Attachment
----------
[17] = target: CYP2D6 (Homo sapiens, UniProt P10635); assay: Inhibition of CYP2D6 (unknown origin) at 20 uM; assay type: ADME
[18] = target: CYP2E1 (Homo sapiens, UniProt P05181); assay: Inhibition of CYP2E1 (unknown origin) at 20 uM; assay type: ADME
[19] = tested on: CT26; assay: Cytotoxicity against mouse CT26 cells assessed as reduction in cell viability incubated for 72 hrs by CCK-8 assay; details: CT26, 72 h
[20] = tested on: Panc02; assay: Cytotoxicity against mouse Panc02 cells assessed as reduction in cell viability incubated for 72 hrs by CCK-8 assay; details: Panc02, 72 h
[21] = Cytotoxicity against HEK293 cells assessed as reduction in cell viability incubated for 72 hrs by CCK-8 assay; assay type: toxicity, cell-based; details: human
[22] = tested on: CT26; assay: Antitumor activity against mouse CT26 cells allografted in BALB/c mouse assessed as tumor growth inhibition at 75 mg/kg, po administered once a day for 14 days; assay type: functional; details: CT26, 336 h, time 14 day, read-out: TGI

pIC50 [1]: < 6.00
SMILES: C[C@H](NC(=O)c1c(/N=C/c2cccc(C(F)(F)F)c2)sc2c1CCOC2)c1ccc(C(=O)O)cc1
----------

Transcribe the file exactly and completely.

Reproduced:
[17] = target: CYP2D6 (Homo sapiens, UniProt P10635); assay: Inhibition of CYP2D6 (unknown origin) at 20 uM; assay type: ADME
[18] = target: CYP2E1 (Homo sapiens, UniProt P05181); assay: Inhibition of CYP2E1 (unknown origin) at 20 uM; assay type: ADME
[19] = tested on: CT26; assay: Cytotoxicity against mouse CT26 cells assessed as reduction in cell viability incubated for 72 hrs by CCK-8 assay; details: CT26, 72 h
[20] = tested on: Panc02; assay: Cytotoxicity against mouse Panc02 cells assessed as reduction in cell viability incubated for 72 hrs by CCK-8 assay; details: Panc02, 72 h
[21] = Cytotoxicity against HEK293 cells assessed as reduction in cell viability incubated for 72 hrs by CCK-8 assay; assay type: toxicity, cell-based; details: human
[22] = tested on: CT26; assay: Antitumor activity against mouse CT26 cells allografted in BALB/c mouse assessed as tumor growth inhibition at 75 mg/kg, po administered once a day for 14 days; assay type: functional; details: CT26, 336 h, time 14 day, read-out: TGI

pIC50 [1]: < 6.00
SMILES: C[C@H](NC(=O)c1c(/N=C/c2cccc(C(F)(F)F)c2)sc2c1CCOC2)c1ccc(C(=O)O)cc1